one hundred and thirty-six
Watch IN BED: Lost in Translation
words by Hannah-Rose Yee
This July, Sofia Coppola will release her eighth movie, a chilling drama about a group of women who take in a wounded soldier during the Civil War called The Beguiled. It's been a while between drinks for Sofia Coppola. Excepting the Netflix Christmas special A Very Murray Christmas, Sofia Coppola's last movie was in 2013, the searing Los Angeles satire The Bling Ring. And that was a whole decade after the film that won her an Oscar, cemented her position as a cinema verite wunderkind, launched Scarlett Johansson's career, reinvigorated Bill Murray's, and made a luxury hotel a major tourist destination in Tokyo. Lost in Translation.
That movie, released in 2003, tells the story of two strangers who meet, jet-lagged and bleary-eyed, in a hotel bar in the middle of the night. What follows is a strange kind of courtship of exploring a foreign city together, questioning their life choices, feeling out the distances between themselves and trying so hard to get some sleep. Bob (Bill Murray) is an over-the-hill actor in Tokyo to make some quick and dirty money in a whisky commercial. Charlotte (Scarlett Johansson) is the young, aimless wife of a director, left behind in the hotel while he goes off to shoot a music video. When they meet in that bar, something clicks. "I just wish I could get some sleep," Charlotte smiles, over her drink.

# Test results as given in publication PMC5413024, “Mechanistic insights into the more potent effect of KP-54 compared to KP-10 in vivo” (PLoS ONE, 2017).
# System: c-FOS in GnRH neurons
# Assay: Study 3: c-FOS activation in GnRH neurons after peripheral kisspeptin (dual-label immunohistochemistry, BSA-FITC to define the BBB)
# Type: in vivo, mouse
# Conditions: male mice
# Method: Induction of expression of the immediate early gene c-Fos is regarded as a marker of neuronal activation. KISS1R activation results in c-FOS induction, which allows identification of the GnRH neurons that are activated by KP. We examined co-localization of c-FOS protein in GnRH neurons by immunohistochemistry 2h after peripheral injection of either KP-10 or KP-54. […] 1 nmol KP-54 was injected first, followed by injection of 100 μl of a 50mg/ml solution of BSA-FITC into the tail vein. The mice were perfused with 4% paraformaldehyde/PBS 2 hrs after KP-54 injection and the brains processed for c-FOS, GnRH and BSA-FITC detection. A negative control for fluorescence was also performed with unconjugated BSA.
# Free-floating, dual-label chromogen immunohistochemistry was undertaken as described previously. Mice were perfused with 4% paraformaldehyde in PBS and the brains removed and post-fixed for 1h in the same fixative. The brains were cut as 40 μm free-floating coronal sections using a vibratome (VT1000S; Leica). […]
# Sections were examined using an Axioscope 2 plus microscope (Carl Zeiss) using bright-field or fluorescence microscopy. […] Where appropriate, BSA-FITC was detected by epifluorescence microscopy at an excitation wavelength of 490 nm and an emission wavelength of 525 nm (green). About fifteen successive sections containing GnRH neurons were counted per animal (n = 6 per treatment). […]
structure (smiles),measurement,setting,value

Lost in Translation is the kind of movie that makes people want to go to Japan. Not knowing what you're ordering at a shabu shabu restaurant, karaoke in a pink wig, fancy bars with stripper poles, flower-arranging classes, bullet trains, feeling dwarfed by the grand, overwhelming efficiency of a big, foreign city. Through all this is the Park Hyatt Tokyo, the hotel where the movie is set, and which Sofia Coppola has called one of her favourite places in the world. Shot in just 27 days, mostly in the middle of the night so as not to disturb the guests, the hotel's green soft furnishings and sweeping views of the city make for a peaceful echo to the exterior locations. (One memorable scene, showing Charlotte at Tokyo's famous Shibuya crossing, was filmed illegally from a Starbucks coffee shop overlooking the street).
Hotels are a perfect liminal space. That's why the Park Hyatt Tokyo works so well as a prism through which to view two people caught between acts, on a precipice somewhere, unsure of how things will unfold from here. In the anonymity of a hotel, curled up in the expanse of a big hotel bed with crisp white hotel sheets, Bob and Charlotte achieve something approaching true intimacy. Their penultimate scene together features the kind of writing that won Sofia Coppola that screenwriting Oscar. Worried about her career, her marriage, her creativity, Charlotte bares her soul to Bob. "It gets easier," Bob tells Charlotte. "I'm not worried about you." And then it's time to check out.